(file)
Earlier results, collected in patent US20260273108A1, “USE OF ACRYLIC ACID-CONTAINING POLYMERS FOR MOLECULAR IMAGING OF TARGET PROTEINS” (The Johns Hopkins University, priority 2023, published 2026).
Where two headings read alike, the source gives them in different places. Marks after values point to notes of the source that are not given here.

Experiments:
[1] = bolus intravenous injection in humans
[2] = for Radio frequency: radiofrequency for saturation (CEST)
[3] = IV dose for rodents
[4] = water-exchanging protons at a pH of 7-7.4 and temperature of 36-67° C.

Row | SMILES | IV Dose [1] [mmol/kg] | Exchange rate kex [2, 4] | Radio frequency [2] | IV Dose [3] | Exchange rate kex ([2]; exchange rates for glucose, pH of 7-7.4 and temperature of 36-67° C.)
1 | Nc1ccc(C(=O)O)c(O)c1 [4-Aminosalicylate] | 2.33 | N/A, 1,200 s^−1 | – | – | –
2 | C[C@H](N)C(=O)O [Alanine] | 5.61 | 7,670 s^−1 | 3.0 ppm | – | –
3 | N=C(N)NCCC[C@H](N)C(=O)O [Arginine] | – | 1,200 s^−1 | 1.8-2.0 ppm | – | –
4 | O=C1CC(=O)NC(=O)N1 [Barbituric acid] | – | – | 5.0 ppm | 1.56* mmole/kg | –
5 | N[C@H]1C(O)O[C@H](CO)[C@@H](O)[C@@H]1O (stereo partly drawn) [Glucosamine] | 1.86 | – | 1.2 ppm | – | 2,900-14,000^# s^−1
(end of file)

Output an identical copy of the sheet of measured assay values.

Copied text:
Earlier results, collected in patent US20260273108A1, “USE OF ACRYLIC ACID-CONTAINING POLYMERS FOR MOLECULAR IMAGING OF TARGET PROTEINS” (The Johns Hopkins University, priority 2023, published 2026).
Where two headings read alike, the source gives them in different places. Marks after values point to notes of the source that are not given here.

Experiments:
[1] = bolus intravenous injection in humans
[2] = for Radio frequency: radiofrequency for saturation (CEST)
[3] = IV dose for rodents
[4] = water-exchanging protons at a pH of 7-7.4 and temperature of 36-67° C.

Row | SMILES | IV Dose [1] [mmol/kg] | Exchange rate kex [2, 4] | Radio frequency [2] | IV Dose [3] | Exchange rate kex ([2]; exchange rates for glucose, pH of 7-7.4 and temperature of 36-67° C.)
1 | Nc1ccc(C(=O)O)c(O)c1 [4-Aminosalicylate] | 2.33 | N/A, 1,200 s^−1 | – | – | –
2 | C[C@H](N)C(=O)O [Alanine] | 5.61 | 7,670 s^−1 | 3.0 ppm | – | –
3 | N=C(N)NCCC[C@H](N)C(=O)O [Arginine] | – | 1,200 s^−1 | 1.8-2.0 ppm | – | –
4 | O=C1CC(=O)NC(=O)N1 [Barbituric acid] | – | – | 5.0 ppm | 1.56* mmole/kg | –
5 | N[C@H]1C(O)O[C@H](CO)[C@@H](O)[C@@H]1O (stereo partly drawn) [Glucosamine] | 1.86 | – | 1.2 ppm | – | 2,900-14,000^# s^−1